Can Anti-TNFs Be Repurposed to Treat Depression?

Advances in research suggest that neurotransmitters other than serotonin and noradrenaline may be involved in the pathogenesis and treatment of major depressive disorder, and have pointed to inflammation as an important factor.
Jackie Syrop
October 25, 2017
Up to two-thirds of patients diagnosed with depressive symptoms have demonstrated insufficient response to first-line antidepressant medications, highlighting the need for new antidepressants acting on multiple or novel targets.

Advances in research suggest that neurotransmitters other than serotonin and noradrenaline may be involved in the pathogenesis and treatment of major depressive disorder (MDD), and have pointed to inflammation as an important factor in the development of MDD through the action of cytokines such as tumor necrosis factor (TNF) alpha. Thus, inflammation suppression may be a potential treatment for MDD through “repurposing” certain anti-inflammatory drugs, including infliximab, for treatment of MDD resistant to existing therapies, according to Mohamed Elsaed Ebada, PhD, writing in a review in the September 17, 2017, issue of Journal of Pharmacy and Pharmacology.

Ebada notes that drug repurposing may be a cost-effective way to improve remission rates for treatment-resistant depression and narrow the gap between increasing therapeutic needs and limited productivity in drug discovery.

Ebada explains that the antidepressant effect of infliximab has been noted in earlier studies of patients with Crohn’s disease and ankylosing spondylitis who were being treated with the therapy, and other studies showed that the anti–TNF agents etanercept and adalimumab also reduced secondary depressive symptoms in patients with psoriasis. Patients treated with infliximab showed an association between improved depressive symptoms and pre-treatment increased levels of high-sensitivity C-reactive protein (CRP), an inflammatory biomarker reported to be elevated in patients with treatment-resistant depression. 

One of the most discussed studies of infliximab’s possibly beneficial effect in treatment-resistant depression was published in 2013 in JAMA Psychiatry by Charles L. Raison, MD, and colleagues. The study included 60 medically stable outpatients with MDD who did not have inflammatory diseases and who were randomly assigned to receive 3 infusions of infliximab versus saline (at baseline, 6 weeks, and 12 weeks). Over 50% of patients experienced major benefit, but when Dr. Raison and his colleagues “broke” the double-blinding, they found that infliximab was equivalent to placebo.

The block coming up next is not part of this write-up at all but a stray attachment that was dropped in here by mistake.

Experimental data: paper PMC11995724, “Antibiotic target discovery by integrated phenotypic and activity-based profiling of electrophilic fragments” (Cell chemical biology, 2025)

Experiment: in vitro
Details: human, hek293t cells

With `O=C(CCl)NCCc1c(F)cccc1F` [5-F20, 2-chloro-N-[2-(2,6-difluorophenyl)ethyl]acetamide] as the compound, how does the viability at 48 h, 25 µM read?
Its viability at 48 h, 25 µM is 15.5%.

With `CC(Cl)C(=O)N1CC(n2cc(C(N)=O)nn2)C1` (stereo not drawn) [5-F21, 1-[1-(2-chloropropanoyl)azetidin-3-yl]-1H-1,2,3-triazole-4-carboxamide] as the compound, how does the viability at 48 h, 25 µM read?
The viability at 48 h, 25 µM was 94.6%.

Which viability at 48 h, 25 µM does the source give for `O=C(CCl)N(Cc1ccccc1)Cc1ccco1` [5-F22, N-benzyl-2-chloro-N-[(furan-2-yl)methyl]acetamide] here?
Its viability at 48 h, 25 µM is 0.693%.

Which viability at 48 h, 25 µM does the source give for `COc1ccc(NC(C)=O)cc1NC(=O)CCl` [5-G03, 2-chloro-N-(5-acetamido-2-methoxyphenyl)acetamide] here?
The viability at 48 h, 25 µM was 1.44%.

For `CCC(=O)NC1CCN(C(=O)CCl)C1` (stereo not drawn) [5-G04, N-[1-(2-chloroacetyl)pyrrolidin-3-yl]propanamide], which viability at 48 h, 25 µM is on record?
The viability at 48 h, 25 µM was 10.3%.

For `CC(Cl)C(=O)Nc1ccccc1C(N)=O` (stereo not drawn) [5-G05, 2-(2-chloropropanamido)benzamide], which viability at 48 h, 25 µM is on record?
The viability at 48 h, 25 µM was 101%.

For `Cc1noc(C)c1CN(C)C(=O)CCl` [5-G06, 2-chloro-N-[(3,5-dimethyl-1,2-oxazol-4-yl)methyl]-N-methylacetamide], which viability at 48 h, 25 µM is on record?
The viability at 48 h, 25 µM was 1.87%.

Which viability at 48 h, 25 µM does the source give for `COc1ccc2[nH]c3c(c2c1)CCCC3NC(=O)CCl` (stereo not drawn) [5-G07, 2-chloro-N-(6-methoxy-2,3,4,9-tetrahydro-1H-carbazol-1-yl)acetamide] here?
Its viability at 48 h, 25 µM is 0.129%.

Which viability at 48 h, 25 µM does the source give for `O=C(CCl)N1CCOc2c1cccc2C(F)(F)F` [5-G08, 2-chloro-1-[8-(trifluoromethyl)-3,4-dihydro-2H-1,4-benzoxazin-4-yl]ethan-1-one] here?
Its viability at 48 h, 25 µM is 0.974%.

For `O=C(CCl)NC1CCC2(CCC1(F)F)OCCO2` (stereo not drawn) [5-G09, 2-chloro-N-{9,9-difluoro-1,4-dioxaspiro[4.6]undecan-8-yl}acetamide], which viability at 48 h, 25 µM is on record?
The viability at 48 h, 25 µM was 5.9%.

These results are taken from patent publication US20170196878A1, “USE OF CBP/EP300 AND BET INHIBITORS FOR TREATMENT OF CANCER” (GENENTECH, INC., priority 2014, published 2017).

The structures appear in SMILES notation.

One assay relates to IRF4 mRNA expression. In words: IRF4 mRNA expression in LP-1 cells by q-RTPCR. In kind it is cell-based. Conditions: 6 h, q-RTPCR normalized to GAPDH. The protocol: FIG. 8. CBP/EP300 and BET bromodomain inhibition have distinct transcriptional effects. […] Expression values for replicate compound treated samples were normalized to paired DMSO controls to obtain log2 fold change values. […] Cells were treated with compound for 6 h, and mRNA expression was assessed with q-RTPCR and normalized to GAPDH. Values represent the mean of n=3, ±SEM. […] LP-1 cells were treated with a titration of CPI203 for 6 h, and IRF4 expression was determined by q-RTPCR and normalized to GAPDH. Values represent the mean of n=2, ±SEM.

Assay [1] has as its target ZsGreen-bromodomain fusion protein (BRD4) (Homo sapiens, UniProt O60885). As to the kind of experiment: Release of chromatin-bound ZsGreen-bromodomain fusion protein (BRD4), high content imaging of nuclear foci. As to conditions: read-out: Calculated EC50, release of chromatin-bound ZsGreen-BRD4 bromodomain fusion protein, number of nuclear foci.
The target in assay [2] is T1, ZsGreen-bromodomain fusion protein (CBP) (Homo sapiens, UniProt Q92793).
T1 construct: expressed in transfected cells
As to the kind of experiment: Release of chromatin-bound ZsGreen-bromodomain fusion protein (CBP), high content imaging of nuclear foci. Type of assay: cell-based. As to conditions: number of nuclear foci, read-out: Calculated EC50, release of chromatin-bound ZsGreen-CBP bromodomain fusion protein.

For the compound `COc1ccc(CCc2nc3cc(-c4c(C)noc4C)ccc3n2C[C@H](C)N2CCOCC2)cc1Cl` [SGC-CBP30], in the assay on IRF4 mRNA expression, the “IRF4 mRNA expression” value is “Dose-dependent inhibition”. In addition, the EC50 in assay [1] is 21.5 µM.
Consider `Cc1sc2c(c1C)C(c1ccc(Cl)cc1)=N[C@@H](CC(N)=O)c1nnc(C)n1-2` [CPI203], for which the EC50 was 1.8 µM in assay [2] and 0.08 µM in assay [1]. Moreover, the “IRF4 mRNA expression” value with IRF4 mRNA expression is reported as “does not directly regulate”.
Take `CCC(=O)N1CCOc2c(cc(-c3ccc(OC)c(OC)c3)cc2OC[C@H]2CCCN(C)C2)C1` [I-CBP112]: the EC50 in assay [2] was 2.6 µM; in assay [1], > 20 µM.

However, in a subgroup analysis of patients with greater levels of inflammation, as shown by their C-reactive protein (CRP) levels, there was a greater benefit with infliximab in those with higher CRP. Raison found that if the CRP level was greater than 5 mg/L, there was about 3-point improvement on the Hamilton Rating Scale for Depression. Because infliximab does not enter the central nervous system, the investigators hypothesized that any benefit seen in the study was based on peripheral inflammation.
Drug repurposing, for MDD or for other diseases, can involve 1 of 3 possibilities:
  • Repositioning (establishing a new indication for a drug used for other indications)
  • Reformulating (altering the formulation; using the same drug but in another dosage form via the same or a different route of administration)
  • Combining (using 2 or more drugs together to improve their safety and efficacy)
To date, 13 drugs have been repurposed for treatment of depression or bipolar depression. By the same token, approximately 20 antidepressants have been repurposed for new indications. The advent of biosimilars for anti–TNF agents could make these therapies more available to patients with MDD.

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